We are continuing our discussion of a federal lawsuit filed against the U.S. Department of Veterans Affairs and Prudential. The insureds in the suit were veterans of the Armed Forces who committed suicice. Their families believe their suicides were the result of Post Traumatic Stress Disorder. They also believe that the VA and Prudential should have paid on the veterans’ life insurance policies. The VA and Prudential disagree.
The government carries an SGLI, or Servicemember Group Life Insurance, policy for active duty service members, as well as service members in training for active duty. When that service member separates from the military, he or she has the option to convert the policy to VGLI, or Veterans Group Life Insurance.
Naturally, there is a limited window of time for that conversion to take place. According to Prudential, the veteran has 120 days from the date he or she leaves the military to sign up for the new coverage. The veterans in this lawsuit did not convert within that 120 days. When the lead plaintiff’s son put his gun to his head and pulled the trigger, there was no life insurance policy in effect.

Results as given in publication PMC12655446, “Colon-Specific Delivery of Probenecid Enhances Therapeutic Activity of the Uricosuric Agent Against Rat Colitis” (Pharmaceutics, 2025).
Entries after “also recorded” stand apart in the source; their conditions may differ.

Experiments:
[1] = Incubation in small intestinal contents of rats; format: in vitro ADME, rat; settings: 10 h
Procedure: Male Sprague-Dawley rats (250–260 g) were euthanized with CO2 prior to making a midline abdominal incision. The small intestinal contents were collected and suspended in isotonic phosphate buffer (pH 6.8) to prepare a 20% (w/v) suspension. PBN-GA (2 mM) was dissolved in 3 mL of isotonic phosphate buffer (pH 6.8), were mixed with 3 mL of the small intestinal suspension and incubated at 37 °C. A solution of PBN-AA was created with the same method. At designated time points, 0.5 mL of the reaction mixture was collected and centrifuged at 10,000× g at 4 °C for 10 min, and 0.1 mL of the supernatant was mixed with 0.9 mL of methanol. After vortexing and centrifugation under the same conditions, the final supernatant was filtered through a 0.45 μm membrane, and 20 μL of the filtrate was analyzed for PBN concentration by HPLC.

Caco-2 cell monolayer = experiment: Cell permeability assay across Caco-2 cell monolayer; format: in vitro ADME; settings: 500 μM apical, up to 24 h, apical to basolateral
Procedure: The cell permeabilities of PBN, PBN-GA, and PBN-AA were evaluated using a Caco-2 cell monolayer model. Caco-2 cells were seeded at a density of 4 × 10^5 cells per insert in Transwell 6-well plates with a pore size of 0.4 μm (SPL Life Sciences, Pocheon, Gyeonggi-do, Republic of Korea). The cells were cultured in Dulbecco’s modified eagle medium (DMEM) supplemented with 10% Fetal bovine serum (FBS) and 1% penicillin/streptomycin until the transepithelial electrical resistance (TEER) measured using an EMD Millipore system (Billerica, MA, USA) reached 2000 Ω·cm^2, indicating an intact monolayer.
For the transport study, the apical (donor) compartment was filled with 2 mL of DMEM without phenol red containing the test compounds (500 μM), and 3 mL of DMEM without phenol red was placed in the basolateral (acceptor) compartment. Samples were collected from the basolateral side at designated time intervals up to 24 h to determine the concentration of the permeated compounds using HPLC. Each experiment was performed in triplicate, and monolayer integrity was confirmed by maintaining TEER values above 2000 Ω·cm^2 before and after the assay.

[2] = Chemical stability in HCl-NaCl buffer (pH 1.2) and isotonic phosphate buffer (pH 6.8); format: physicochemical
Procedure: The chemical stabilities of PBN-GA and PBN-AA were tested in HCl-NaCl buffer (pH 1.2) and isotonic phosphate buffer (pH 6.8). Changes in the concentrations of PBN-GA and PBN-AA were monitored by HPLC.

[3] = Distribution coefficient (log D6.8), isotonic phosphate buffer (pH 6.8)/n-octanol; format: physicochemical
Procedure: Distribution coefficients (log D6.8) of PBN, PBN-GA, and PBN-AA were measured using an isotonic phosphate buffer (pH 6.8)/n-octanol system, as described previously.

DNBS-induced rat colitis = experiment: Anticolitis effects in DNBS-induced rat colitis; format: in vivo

It was that lapse that prompted Prudential to deny the families’ claims. No coverage? No benefits.
Insurance companies can cancel or non-renew (an industry term of art) a policy, but the insurer must notify the insured in advance. For example, here in Florida, an insurance company may want to cancel your auto insurance policy. By law, the insurance company must notify you 45 days in advance and explain the reasons for the cancelation. (If the cancelation is for nonpayment of premiums, the notice period is just 20 days.) If an insurance company does not abide by the notice requirements, the original policy, at the same premium, remains in effect for 45 days after the notice is given or until the replacement coverage kicks in.
For these veterans and their survivors, the plaintiffs argue, none of this happened. They received word that their family members’ coverage had lapsed when they filed their claims. For that reason, the U.S. Department of Veterans Affairs and Prudential Financial Inc. should pay the claims, they conclude.
There is a second argument, though, and it may be more compelling. It is certainly more heartbreaking.
Continued in our next post.
Source: Courthouse News Service, “Prudential, USA Stiff Families of Suicidal Veterans, Kin Claim,” Cheryl Armstrong, July 12, 2012
Our firm handles similar situations to the one discussed in this post. If you would like to learn more about our practice, please visit our Miami Life Insurance Claim page.Share